Review: “Obsession in Death,” J.D. Robb, Nora Roberts

Pros: Fascinating obsession; tightrope-walking for Eve; great characters
Cons: Eve is the central target again
Rating: 4.5 out of 5

Review book provided by Penguin Group
Expected release date: February 10, 2015.


Twenty years; forty books. That’s where J.D. Robb/Nora Roberts’s “in death” series stands now. I haven’t yet caught up with every book in the middle of the series, but I’ve become a die-hard fan. Ms. Roberts understands what her audience is looking for in this series and happily gives it to them. I admire her work ethic and understanding of what her readers need from her.

Obsession in Death is the 40th book in the “in death” series starring Eve (curmudgeonly, hyper-focused homicide cop) and Roarke (wealthy, intense ex-criminal) as a smokin’ hot married couple. (“Together, they fight crime!” as the saying goes.) Over the past 39 books Robb has gradually introduced new character after new character. Somehow she has kept all of these personalities straight. Not only are they consistently portrayed, but they all manage to grow in believable ways throughout the series. They’re such individual, strong enough characters that even I have little difficulty keeping them all straight.

The only consistent issue I’ve had with these books is one that won’t be a problem for most readers. It strains credibility that so very many cases have a personal connection to Eve and/or Roarke. One reason why this won’t bother many people is because it’s just part of the style that readers like: we want Eve and Roarke to be personally invested in the story. Also, they’re both high-profile enough characters with so much public attention on them that it makes it much easier to suspend disbelief when criminals target them or their friends in one way or another. I mention this only because it will undoubtedly irritate some readers; I think the majority of fans of the series have come to expect and enjoy this.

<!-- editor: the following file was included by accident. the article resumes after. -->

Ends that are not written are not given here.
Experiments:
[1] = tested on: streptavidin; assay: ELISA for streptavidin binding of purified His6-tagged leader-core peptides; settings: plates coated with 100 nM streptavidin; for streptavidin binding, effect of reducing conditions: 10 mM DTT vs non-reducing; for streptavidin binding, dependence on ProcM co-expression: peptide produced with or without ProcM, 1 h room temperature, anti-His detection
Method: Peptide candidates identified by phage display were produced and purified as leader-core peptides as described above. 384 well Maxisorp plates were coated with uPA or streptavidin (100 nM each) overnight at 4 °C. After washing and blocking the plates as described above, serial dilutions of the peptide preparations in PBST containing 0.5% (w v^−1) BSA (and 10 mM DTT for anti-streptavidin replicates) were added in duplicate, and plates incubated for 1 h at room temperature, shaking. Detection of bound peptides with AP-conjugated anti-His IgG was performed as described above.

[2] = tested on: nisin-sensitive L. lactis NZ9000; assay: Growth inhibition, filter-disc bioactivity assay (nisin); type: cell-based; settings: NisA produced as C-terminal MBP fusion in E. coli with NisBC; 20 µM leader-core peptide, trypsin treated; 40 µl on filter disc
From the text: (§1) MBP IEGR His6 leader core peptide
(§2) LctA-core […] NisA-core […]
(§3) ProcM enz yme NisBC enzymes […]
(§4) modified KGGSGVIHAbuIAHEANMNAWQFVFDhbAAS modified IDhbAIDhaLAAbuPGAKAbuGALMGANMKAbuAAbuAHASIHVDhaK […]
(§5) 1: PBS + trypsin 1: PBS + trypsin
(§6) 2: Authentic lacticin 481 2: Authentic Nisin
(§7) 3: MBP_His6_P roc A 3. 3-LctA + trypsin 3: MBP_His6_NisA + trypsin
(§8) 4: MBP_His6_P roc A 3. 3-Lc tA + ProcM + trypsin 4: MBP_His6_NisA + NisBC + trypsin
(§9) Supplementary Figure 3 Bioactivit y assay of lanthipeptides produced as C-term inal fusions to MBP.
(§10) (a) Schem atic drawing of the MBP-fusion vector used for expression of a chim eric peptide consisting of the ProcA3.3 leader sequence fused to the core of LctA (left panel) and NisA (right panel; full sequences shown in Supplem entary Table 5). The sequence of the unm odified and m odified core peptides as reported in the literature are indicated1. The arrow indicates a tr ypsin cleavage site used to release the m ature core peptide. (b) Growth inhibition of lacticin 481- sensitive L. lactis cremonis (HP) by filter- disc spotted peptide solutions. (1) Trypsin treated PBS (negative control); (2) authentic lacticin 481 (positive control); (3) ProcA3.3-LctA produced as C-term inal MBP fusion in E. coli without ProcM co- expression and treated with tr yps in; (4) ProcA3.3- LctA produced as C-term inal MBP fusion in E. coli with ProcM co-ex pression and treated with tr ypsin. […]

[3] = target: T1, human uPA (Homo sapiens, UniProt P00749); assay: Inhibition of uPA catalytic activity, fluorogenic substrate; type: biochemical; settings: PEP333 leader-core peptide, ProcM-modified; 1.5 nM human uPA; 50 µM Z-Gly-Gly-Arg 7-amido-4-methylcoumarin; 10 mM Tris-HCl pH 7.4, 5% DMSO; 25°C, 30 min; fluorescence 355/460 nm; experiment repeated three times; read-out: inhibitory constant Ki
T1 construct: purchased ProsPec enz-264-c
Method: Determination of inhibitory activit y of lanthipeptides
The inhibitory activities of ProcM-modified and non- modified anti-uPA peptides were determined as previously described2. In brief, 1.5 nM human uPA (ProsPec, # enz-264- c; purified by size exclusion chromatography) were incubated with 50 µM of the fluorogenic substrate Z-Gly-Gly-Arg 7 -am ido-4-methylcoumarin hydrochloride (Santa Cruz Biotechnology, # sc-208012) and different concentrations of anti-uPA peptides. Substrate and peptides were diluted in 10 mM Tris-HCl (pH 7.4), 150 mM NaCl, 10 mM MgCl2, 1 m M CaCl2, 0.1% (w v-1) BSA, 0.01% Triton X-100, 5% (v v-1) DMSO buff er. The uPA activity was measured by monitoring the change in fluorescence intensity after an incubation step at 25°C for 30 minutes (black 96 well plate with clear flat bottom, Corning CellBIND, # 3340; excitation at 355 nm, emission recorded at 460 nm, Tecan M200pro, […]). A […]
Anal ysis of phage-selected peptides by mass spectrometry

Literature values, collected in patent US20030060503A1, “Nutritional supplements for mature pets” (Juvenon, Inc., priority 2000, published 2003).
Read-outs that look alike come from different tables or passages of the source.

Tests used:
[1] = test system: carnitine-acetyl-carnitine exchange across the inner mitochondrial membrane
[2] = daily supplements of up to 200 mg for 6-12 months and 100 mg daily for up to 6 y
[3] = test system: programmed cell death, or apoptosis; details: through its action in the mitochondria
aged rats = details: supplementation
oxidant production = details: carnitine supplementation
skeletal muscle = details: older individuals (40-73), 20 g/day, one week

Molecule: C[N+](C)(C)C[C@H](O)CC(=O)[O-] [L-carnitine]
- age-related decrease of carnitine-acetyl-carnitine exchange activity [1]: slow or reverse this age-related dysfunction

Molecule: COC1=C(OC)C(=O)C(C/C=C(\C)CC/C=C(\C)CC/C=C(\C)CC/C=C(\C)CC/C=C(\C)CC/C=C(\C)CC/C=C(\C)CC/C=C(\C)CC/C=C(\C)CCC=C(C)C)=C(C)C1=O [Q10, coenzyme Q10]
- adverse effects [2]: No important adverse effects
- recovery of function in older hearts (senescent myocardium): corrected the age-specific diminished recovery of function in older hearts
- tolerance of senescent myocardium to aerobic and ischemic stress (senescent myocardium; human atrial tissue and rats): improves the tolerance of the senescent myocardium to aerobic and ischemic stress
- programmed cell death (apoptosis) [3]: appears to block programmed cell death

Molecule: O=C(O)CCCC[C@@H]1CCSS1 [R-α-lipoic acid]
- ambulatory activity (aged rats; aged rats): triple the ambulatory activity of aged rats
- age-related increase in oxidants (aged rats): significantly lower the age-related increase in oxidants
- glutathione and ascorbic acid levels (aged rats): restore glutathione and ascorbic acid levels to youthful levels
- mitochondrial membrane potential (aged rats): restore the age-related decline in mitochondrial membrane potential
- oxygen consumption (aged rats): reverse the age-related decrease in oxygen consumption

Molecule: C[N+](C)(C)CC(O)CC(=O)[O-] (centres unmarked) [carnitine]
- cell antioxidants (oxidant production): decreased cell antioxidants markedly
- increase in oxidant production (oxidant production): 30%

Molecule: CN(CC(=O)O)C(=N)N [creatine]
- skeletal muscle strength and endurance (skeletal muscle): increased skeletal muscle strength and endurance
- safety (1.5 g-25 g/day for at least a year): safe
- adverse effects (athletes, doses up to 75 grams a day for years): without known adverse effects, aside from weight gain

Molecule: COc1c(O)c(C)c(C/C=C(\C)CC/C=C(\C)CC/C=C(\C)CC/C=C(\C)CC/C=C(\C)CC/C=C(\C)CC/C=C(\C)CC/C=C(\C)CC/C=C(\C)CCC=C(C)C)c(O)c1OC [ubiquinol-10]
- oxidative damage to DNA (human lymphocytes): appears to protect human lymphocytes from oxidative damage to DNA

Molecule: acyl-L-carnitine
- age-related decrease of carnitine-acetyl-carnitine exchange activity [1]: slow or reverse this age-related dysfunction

Robb’s plots and characters are meant to be larger than life. They’re meant to provide melodrama and snarky dialogue, passionate romances, and intense mysteries. The style of sex scene in here is somewhat abstracted, and it works well with the overall style of the book. I particularly like Eve’s tendency to butcher idioms.

The plot of Robb’s latest, Obsession in Death, sees Eve being stalked–by an admirer this time. The murderer is picking out people who escaped justice (in the perpetrator’s eyes) and who disrespected or harmed Eve in some way. The perp leaves messages at each scene, calling himself Eve’s “true friend”. The problem is, the killer wants an acknowledgement from Eve, and will undoubtedly turn on her (possibly by mowing through our favorite cop’s friends and family). Eve has to go through her fan mail to look for clues, and I have to wonder how many of her crazy fan letters are based on ones Robb has received! She also has to walk a very careful line when trying to manipulate the killer into coming after her and leaving her friends alone. There’s plenty of tension, action, mystery, and danger to go around!

There’s still a bit of dark material as Eve’s horrific childhood comes up once or twice, but since these aren’t ‘cozy’ mysteries I think most readers will be ready for that.

I loved this tale, enjoyed the action and suspense quite a bit, and look forward to book 41!

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